Wake continues to weigh role of year-round schools

Officials must decide role of year-round schools in next bond

khui@newsobserver.comDecember 30, 2012 

Back to School Year Round Calendar

Students return for their first day of classes at Barwell Road Elementary School in Raleigh, N.C., Monday, July 9, 2012. Monday was the first day of school for 26,000 kids on a year-round calendar in the Wake County, N.C., public school system. With local enrollments increasing, the staggered schedules of the year-round calendar, called multitracking, allow schools to accommodate more students because they’re not all in school at the same time. (AP Photo/Gerry Broome)


Year-round schools were the most controversial part of the last Wake County school-construction bond referendum and will likely be just as contentious in the proposal that could go before voters in late 2013.

Wake County school board members and county commissioners are facing a decision on the role that year-round schools should play in future school construction. While greater use of year-round schools could reduce the dollar amount of the next bond request , the calendar’s lack of appeal for many parents nearly caused the last referendum in 2006 to be rejected by voters.

The school construction debate comes as a pair of recent studies looking at Wake’s year-round program found no overall academic benefit for students using that calendar. But the studies also found that the year-round calendar can partially offset the negative academic impact of attending a crowded school.

The leaders of both boards agreed earlier this month to add calendar issues to the list of topics that the full boards will discuss at upcoming joint meetings to develop a bond issue.

“We’re going to discuss calendar and capacity, “ said Keith Sutton, chairman of the school board. “I’m not necessarily talking about year-round.”

Most of Wake County’s 50 year-round schools use what’s called a multi-track calendar. Students are divided into four groups, called tracks, which have their own schedules. Three tracks are in class and one is on break nearly every weekday, theoretically increasing capacity by up to 33 percent.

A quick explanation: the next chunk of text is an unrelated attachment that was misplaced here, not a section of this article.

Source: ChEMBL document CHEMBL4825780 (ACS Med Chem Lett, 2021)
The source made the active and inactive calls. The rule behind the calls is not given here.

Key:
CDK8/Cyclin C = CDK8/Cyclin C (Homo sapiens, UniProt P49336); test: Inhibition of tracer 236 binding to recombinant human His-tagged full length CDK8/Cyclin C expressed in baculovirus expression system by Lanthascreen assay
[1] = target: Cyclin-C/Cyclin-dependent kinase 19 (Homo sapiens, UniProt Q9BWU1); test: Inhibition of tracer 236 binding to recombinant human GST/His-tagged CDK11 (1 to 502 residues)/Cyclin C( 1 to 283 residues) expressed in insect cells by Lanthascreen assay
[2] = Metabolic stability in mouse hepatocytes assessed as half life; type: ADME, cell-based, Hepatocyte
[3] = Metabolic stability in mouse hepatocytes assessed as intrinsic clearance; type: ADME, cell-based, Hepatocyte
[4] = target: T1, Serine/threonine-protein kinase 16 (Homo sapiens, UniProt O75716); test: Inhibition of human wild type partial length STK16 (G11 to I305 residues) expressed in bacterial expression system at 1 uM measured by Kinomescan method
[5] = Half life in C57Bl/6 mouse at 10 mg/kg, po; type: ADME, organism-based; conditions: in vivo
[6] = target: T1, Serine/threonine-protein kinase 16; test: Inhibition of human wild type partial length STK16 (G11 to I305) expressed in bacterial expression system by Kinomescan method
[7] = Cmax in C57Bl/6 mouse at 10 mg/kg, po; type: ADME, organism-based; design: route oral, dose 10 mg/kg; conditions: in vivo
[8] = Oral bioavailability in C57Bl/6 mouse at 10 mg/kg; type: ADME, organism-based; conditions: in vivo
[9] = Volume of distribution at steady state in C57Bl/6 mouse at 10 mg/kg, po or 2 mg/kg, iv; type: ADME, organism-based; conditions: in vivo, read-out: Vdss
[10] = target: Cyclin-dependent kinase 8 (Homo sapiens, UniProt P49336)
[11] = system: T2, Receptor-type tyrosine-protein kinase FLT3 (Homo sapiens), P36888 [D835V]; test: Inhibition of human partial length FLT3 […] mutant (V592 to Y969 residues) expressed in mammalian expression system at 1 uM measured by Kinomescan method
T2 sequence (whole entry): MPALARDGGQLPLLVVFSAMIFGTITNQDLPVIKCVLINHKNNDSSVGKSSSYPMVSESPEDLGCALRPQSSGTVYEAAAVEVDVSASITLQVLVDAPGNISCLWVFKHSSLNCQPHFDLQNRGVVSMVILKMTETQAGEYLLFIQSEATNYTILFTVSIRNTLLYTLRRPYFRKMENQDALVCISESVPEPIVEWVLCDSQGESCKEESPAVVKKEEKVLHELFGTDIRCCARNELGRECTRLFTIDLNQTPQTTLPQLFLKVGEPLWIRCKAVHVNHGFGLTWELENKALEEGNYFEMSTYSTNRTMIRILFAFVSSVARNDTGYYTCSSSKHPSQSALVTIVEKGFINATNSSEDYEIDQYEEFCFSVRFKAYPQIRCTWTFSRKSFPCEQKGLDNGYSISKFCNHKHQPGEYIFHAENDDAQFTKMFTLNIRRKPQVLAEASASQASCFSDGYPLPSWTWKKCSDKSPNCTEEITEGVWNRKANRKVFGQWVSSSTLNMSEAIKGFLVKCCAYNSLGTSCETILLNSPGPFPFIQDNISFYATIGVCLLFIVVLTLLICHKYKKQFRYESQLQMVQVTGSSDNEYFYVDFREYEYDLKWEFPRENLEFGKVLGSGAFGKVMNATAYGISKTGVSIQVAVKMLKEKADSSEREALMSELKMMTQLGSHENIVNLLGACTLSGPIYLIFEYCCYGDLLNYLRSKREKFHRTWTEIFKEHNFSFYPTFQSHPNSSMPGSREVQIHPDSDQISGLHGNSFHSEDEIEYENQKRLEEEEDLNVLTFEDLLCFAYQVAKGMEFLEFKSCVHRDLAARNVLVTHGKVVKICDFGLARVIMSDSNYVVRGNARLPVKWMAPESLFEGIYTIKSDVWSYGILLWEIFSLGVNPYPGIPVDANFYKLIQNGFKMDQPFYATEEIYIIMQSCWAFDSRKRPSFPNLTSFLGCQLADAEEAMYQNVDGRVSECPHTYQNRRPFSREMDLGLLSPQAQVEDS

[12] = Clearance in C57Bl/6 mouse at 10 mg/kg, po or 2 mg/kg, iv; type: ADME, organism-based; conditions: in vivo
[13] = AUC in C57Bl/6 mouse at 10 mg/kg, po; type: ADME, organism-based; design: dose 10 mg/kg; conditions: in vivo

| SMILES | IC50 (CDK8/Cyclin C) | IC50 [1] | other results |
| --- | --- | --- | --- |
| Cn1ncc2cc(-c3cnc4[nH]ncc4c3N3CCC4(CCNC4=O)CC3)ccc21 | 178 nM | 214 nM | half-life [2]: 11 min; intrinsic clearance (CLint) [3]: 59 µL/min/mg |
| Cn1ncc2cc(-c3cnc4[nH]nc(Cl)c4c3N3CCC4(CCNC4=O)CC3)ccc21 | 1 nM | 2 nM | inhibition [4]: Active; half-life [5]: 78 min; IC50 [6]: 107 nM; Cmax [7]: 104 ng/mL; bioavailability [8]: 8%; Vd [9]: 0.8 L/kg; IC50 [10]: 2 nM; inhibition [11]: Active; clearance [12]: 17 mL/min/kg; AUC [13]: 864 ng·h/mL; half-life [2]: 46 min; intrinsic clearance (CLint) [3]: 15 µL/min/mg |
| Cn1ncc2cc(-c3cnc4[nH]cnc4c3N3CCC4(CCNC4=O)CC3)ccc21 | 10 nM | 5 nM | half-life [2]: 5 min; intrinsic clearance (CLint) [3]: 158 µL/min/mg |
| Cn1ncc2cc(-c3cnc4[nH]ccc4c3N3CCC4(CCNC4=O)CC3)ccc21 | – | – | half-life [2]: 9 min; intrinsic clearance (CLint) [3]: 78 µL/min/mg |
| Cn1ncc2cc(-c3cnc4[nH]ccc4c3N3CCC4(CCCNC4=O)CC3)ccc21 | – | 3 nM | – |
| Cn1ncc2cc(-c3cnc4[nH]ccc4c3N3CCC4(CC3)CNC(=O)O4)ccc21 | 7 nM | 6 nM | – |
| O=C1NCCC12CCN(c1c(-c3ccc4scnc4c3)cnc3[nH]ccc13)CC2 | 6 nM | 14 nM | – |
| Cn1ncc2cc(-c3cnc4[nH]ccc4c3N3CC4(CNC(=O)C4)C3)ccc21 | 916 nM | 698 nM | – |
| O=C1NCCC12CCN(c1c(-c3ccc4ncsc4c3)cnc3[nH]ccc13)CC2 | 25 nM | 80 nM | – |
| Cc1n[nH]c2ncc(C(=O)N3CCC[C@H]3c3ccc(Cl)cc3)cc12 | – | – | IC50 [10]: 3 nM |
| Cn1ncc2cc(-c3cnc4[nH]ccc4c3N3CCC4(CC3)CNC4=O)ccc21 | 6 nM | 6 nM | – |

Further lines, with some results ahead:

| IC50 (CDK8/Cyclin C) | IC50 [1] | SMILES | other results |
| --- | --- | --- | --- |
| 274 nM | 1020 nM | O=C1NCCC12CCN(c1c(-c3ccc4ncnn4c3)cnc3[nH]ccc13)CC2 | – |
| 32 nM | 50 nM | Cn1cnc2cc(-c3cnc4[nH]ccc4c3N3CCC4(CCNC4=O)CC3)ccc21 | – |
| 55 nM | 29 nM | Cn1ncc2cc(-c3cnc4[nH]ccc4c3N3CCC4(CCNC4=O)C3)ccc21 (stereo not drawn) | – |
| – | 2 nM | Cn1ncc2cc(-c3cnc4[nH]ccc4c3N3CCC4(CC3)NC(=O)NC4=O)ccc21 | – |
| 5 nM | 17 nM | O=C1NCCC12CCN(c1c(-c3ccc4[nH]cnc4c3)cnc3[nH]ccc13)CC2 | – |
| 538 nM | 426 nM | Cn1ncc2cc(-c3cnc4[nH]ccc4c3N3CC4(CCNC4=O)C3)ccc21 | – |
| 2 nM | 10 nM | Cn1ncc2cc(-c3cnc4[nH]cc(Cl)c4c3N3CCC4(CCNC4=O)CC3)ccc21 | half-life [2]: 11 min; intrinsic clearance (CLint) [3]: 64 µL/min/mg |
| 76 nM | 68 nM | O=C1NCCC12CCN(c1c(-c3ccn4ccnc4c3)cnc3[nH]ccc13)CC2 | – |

Year-round got boost in 2006

In 2006, school board members worried that voters would reject a bond referendum of more than $1 billion. After consulting with commissioners, the board reduced the bond issue to $970 million by significantly expanding the number of year-round schools to built with bond money.

The board agreed to convert 22 schools to a year-round calendar for the 2007-08 school year and to open all new elementary and middle schools on that calendar. Parents at the schools facing conversion fought the referendum, which only passed with 53 percent of the vote.

Parents filed a lawsuit in the state Supreme Court that Wake schools ultimately won, giving the county the right to assign students to year-round schools without parental consent. But the school board has been wary of using this power.

“I don’t think anybody at this table likes mandatory year-round schools,” school board member Jim Martin said.

Parents oppose the year-round calendar for a variety of reasons, with one of the most frequent objections being that it doesn’t fit their family’s lifestyle. The long summer break for traditional-calendar schools is replaced with shorter but more frequent breaks in the year-round calendar.